Top five improvements wheelchair-users want to see in devices

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A large portion of wheelchair-users are dissatisfied with the mobility devices they are using and have suggested improvements that could be made to equipment.

A new report which surveyed wheelchair-users internationally revealed the top five areas of improvement respondents put forward in the hope of driving change in the sector.

The top five suggestions were devices that allowed wheelchair-users to move around faster (41%); perform regular day to day tasks more easily (37%); feel more relaxed and comfortable with a device that feels more natural and like an extension of themselves (37%); feel more confident and able to socialise and meet with friends (34%); and feel a sense of spontaneity, freedom and independence (32%).

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The data hopes to raise awareness of a perceived need for investment and innovation in assistive technology.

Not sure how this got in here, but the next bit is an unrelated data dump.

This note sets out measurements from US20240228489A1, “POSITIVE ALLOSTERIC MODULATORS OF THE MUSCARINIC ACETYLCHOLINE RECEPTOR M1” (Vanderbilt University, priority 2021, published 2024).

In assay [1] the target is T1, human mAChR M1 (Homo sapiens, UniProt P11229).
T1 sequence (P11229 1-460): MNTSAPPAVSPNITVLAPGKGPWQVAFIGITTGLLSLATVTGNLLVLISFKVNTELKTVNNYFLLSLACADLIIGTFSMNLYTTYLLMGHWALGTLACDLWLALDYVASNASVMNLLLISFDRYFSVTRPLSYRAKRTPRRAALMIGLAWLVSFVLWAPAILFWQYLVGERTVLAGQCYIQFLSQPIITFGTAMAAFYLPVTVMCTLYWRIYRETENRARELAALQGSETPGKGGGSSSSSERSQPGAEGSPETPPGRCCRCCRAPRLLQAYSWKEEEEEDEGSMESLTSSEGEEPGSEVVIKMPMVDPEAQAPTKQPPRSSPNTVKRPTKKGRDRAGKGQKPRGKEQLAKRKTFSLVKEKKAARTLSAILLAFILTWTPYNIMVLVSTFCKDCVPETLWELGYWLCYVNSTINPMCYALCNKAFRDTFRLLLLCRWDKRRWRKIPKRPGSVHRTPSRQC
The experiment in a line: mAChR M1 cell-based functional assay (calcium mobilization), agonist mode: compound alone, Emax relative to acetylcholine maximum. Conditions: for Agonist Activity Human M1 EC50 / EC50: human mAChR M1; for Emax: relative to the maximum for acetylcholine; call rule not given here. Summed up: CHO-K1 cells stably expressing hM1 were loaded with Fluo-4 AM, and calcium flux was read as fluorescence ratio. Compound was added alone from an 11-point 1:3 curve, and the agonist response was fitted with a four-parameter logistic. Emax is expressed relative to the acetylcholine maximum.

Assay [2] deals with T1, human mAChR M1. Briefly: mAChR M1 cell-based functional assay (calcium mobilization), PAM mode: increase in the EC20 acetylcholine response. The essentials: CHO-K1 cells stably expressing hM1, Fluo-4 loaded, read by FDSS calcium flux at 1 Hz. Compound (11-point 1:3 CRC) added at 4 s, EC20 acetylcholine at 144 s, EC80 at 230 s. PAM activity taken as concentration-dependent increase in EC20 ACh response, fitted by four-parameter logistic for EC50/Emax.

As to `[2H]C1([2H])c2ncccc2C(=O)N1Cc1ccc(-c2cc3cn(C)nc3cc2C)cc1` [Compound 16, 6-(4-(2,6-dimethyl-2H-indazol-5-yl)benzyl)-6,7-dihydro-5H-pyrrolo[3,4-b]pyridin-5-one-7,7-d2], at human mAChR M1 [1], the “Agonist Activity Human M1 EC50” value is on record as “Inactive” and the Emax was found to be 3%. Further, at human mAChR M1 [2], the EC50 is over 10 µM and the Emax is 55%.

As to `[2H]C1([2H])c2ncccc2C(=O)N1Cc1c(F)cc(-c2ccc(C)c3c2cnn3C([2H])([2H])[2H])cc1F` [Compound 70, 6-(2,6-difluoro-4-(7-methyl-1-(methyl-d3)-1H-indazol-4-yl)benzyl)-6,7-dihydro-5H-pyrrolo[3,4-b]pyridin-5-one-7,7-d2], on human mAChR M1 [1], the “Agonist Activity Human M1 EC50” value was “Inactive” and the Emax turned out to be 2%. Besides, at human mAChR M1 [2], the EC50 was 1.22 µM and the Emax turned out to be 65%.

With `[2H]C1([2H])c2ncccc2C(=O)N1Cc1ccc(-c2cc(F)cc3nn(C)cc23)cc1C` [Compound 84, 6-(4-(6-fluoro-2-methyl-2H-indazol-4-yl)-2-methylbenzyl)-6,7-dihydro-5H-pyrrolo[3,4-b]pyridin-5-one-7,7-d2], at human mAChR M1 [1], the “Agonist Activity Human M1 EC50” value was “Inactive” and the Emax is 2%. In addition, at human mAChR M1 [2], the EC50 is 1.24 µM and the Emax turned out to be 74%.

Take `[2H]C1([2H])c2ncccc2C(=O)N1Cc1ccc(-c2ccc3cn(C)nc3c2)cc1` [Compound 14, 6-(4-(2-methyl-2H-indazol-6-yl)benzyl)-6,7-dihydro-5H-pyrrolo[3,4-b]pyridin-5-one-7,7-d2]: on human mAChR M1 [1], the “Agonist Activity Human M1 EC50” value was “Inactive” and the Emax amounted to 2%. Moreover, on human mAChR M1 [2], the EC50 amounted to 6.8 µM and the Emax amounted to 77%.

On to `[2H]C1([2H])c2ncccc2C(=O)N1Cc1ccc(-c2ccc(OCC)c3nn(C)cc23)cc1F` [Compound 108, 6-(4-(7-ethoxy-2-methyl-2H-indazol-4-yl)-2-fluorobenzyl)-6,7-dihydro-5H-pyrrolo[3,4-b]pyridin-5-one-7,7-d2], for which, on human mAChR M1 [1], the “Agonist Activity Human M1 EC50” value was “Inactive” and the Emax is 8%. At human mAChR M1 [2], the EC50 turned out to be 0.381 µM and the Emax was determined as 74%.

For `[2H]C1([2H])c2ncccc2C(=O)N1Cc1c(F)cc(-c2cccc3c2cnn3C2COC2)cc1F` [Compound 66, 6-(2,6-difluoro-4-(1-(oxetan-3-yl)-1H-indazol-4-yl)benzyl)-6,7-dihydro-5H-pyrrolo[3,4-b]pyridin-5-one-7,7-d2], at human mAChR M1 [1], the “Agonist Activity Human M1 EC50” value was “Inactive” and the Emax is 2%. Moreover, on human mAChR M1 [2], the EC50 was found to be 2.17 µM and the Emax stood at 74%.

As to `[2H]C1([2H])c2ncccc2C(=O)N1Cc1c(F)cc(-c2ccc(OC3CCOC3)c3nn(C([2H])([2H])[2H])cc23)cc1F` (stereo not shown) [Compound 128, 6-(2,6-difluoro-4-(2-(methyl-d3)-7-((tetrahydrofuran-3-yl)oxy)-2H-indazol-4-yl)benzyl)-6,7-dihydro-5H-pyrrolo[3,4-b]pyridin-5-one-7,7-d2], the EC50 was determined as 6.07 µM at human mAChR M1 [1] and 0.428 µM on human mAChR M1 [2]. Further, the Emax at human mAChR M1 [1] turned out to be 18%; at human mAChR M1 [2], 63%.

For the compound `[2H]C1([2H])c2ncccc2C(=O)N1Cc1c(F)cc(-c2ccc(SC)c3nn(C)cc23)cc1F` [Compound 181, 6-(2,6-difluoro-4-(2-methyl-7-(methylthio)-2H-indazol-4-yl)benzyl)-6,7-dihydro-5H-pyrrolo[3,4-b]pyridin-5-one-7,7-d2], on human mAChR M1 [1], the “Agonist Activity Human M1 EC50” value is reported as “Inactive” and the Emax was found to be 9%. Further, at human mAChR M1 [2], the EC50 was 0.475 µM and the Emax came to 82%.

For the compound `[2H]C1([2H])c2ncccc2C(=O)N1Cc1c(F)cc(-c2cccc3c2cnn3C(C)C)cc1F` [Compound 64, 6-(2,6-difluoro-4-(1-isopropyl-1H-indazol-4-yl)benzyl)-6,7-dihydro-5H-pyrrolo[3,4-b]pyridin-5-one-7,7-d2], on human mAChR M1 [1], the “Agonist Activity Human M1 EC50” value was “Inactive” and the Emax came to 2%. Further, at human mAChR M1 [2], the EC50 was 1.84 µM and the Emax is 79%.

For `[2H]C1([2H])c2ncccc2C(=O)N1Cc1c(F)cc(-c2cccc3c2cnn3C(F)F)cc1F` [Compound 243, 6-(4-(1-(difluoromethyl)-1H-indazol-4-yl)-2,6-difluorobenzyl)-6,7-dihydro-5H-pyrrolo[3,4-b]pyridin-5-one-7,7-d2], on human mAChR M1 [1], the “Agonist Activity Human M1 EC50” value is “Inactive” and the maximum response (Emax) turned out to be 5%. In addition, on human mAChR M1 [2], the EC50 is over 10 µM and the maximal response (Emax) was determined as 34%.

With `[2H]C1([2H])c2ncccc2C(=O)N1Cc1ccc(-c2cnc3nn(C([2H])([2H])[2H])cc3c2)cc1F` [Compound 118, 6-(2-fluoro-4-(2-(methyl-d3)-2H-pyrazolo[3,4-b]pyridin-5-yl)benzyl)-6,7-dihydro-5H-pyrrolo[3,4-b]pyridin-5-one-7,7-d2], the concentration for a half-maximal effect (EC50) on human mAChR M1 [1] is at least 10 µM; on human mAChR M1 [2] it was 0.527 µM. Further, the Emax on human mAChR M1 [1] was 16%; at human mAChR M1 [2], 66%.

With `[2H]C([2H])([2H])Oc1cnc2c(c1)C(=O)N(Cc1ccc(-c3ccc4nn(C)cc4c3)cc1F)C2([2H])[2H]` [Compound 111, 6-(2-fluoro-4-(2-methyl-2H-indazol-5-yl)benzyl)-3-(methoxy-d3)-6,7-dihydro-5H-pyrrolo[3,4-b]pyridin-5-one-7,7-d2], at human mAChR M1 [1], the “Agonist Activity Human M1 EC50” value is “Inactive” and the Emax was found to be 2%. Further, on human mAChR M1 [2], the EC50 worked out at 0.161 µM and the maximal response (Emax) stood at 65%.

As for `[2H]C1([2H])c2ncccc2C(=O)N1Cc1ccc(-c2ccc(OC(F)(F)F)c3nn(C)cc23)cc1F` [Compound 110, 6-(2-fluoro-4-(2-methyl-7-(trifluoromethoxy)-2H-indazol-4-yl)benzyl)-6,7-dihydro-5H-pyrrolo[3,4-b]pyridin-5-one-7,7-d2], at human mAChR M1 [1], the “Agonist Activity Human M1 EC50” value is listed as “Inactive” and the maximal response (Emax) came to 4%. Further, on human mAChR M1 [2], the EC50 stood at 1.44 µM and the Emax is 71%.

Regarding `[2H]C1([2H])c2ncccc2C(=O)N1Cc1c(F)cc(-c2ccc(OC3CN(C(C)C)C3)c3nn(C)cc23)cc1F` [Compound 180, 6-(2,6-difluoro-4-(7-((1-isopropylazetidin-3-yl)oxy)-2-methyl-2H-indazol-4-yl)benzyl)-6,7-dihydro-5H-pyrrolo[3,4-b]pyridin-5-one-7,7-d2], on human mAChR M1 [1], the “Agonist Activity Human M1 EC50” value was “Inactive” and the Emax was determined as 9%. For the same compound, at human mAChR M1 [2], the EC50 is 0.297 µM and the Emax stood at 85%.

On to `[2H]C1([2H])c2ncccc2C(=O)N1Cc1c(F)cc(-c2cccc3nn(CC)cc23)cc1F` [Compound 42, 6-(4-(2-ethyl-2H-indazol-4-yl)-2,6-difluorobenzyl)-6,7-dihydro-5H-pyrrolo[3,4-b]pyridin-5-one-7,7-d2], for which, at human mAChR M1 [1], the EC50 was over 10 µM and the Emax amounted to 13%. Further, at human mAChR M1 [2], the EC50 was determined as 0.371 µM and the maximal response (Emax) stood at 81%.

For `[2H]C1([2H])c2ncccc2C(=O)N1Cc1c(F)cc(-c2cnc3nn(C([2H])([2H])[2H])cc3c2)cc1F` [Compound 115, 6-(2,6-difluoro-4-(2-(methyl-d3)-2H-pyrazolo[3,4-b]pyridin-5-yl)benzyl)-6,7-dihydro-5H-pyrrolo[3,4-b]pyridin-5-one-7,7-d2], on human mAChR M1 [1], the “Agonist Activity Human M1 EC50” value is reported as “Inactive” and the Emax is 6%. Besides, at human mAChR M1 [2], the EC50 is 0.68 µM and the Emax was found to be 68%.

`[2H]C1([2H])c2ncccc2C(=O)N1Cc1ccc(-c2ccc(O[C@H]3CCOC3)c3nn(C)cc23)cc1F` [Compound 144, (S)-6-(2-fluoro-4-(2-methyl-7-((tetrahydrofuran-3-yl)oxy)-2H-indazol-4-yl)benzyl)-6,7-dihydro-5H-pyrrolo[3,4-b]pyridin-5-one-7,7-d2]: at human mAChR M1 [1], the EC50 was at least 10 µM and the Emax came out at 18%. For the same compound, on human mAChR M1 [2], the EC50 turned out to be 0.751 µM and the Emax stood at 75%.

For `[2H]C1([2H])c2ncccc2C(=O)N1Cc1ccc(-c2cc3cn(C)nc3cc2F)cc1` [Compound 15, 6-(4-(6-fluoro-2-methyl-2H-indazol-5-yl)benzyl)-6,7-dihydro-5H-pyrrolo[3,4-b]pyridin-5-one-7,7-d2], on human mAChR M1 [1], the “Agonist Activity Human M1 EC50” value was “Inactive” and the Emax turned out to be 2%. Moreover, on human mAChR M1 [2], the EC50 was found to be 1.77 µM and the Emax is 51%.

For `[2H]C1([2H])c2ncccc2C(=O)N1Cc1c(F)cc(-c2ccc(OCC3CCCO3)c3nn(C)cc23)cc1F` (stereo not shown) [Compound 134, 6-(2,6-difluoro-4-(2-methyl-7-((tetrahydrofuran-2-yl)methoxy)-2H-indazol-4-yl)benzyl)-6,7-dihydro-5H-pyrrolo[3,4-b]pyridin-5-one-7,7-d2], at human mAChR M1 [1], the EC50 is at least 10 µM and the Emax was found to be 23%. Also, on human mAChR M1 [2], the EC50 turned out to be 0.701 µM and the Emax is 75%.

It showed that nearly a third of wheelchair users say they have been frustrated because the design of their mobility device felt ‘outdated’ while 90% of users in the UK have experienced pain and discomfort as a result of their mobility devices.

The Toyota Mobility Foundation in partnership with Nesta’s Challenge Prize Centre commissioned the research in order to better understand the day-to-day experiences of wheelchair users as part of the Mobility Unlimited Challenge.

A £3m global challenge was launched in November by Toyota with the aim of changing the lives of people with lower-limb paralysis.

The Mobility Unlimited Challenge is seeking teams around the world to create game-changing technology that will help radically improve the mobility and independence of people with paralysis.

Tags : Mobility Unlimited Challengenestatoyota mobility foundationWheelchair
Joe Peskett

The author Joe Peskett

1 Comment

  1. It is neccesary to evaluate the Wheelchair safety levels too. More power leads to more crashing possibilities and more risk to damage toes. wrist, knees, ankles and other ones. Greetings from Jorge a peruvian wheelchair user.

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